I question your assumptions. Exactly how have you learned about conditions in North Korea?
Did you know that, some 65 years ago, Washington deliberately killed over 3 million North Koreans – the overwhelming majority of them civilians – and utterly flattened the whole of North Korea’s built environment?
Do you think that might help to explain the North Korean government’s “paranoid” attitude?

Fae Donnelly (formerly Faith Rhodes)
Reader

Oil and gas competition, hence headline suggesting Russia will cut off our gas, thus priming uk public for the new provider…..naming no names but its not orange misogynist rocket science

Sara Browne
Reader
Sara Browne

I think you’re close to the truth here, if Russia cuts off our gas supply in retaliation for this smear by the Conservative establishment, then the Conservatives will make loads of money by convincing the British public we need to frack the British countryside. Guess whose fingers are in those pies?

Derek
Reader
Derek

Quite simply because usa and israel and, therefore, theenglish establishment want to topple Ukraine (see documentary by Oliver Stone), invade Syria and Iran….. All supported by Russia

bevin
Reader
bevin

The one great advantage of being born in North Korea is that one is far away from idiots who believe that its very many difficulties and horrendous economic problems result from choices made by its government. Unless, of course, one feels, as many people do, that one’s government should roll over and show its gratitude when subjected to seventy years of genocidal attacks.

milosevic
Reader
milosevic

Oceania has always been at war with Eastasia.

capsch
Reader
capsch

You need to read killing bill browder for the real story if you can find it. Essentially the oligarchs stole state owned resources from ordinary Russians who then lived in abstract poverty for years. Putin came to power kicked them out (who then fleed to the city of London) and improved the lives of millions, hence the approval rating.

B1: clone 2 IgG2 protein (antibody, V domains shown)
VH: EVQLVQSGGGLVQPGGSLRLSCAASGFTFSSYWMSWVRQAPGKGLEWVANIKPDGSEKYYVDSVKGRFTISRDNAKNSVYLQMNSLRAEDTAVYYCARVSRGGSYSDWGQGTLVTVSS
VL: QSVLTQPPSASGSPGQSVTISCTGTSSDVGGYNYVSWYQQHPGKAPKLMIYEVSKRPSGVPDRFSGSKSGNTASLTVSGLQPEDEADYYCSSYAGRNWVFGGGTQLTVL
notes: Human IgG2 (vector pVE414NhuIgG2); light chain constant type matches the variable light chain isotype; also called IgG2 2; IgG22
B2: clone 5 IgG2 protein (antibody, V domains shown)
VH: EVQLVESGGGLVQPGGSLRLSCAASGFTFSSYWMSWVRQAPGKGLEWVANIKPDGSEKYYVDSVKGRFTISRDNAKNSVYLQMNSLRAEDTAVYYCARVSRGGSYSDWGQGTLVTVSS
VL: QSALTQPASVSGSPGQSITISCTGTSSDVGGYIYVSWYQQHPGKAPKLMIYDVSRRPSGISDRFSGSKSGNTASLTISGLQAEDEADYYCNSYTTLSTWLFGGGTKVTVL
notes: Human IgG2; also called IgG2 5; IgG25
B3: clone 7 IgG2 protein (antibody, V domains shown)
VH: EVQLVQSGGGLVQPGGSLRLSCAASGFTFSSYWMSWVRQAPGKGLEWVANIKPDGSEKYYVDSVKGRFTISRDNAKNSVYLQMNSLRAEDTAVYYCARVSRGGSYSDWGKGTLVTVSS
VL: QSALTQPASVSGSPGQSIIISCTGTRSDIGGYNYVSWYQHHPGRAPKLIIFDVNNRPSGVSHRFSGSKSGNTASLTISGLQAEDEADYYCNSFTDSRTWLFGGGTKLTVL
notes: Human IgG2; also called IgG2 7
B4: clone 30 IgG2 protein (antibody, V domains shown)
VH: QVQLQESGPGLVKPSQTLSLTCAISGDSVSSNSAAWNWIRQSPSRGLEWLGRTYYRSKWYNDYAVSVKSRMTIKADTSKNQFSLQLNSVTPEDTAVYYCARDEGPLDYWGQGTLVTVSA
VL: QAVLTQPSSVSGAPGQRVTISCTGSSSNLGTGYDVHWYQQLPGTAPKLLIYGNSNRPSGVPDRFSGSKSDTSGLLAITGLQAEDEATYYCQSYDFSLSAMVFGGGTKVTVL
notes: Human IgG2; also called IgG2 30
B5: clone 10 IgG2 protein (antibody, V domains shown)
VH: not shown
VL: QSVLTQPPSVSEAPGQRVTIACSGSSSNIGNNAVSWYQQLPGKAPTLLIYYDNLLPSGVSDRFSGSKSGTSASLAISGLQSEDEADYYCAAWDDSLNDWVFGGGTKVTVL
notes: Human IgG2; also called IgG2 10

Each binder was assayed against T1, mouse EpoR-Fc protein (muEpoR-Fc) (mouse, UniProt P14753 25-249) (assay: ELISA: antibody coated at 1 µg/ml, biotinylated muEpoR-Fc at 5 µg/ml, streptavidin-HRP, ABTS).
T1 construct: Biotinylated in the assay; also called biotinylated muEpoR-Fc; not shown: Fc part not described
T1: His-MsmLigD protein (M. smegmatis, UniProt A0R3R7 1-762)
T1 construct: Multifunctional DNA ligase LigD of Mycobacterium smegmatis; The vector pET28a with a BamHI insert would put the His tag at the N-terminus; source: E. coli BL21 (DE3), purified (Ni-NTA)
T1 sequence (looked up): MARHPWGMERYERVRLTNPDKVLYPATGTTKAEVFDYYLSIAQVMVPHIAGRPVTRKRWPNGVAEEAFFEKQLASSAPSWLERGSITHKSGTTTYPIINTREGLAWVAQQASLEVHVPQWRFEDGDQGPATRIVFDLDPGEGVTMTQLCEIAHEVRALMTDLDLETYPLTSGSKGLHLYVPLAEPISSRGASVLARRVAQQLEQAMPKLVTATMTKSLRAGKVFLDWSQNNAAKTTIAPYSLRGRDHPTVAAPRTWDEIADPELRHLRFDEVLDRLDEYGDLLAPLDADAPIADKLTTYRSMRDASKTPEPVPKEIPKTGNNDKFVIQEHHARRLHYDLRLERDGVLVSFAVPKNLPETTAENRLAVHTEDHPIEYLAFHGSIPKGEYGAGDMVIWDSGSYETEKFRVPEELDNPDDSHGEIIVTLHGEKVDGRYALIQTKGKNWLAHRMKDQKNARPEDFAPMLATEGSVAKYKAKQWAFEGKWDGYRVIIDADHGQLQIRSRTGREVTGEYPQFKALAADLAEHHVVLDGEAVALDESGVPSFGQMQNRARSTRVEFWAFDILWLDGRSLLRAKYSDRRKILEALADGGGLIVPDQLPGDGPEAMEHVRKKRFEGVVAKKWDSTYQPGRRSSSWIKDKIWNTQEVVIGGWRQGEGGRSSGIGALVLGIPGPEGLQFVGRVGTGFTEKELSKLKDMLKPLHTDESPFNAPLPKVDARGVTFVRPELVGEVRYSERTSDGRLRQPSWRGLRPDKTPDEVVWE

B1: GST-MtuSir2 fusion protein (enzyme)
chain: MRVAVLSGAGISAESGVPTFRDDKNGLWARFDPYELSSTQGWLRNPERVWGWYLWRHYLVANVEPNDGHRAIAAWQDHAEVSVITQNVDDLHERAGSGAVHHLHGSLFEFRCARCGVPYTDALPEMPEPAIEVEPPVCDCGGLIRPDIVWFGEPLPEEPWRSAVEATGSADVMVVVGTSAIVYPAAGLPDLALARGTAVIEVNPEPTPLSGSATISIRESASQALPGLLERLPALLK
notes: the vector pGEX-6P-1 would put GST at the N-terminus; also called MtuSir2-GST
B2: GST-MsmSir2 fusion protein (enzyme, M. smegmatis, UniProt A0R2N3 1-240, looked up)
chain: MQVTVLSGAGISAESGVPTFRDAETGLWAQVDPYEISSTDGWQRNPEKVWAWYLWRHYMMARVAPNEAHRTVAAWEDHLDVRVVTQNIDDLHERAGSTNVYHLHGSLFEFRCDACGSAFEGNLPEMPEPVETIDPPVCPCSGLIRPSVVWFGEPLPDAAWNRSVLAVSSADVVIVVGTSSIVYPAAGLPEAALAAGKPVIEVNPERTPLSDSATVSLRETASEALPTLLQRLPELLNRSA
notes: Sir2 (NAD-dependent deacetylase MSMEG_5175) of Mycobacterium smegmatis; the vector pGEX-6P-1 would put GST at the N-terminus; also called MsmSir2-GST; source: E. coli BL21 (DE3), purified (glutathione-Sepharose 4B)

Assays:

Bill browder and his minions want to reverse this situation and the neoscum get Syria in the process.

Mikalina
Reader
Mikalina

Too simplistic. The oligarchs FUNDED by the West and many other Western interests bankrupted Russia. Browder works/worked for those western interests to prevent Russia from ‘getting its money back’ from the western ruling cabal.
‘abstract poverty’? Different to real poverty?

M J BAILEY
Reader
M J BAILEY

Bill Browder was kicked out of Russia for money laundering and corruption. He is liar and if anyone deserved to be exposed to a deadly chemical agent – it should have been him.

bill
Reader
bill

the Labour Party as a whole dont seem to get this – i believe theres a chapter on it in Naomi Kleins Shock Doctrine …..this book should hugely help as have read introduction tdy

G Bng
Reader
G Bng

Thanks for book recommendation, for anyone interested the book, The Killing of William Browder, can be downloaded at: https://dxczjjuegupb.cloudfront.net/wp-content/uploads/2017/08/TheKillingOfWilliamBrowder_PrintLayout_6x9-1.pdf

summitflyer
Reader
summitflyer

Would also like to add , that I have read it and would recommend it highly .I had no idea before I read it what the whole story was .Well written book .

Dave Blackburn
Reader
Dave Blackburn

North Korea has no involvement in the middle East. The west resents Russian involvement in this oil rich area.

James Scott
Reader
James Scott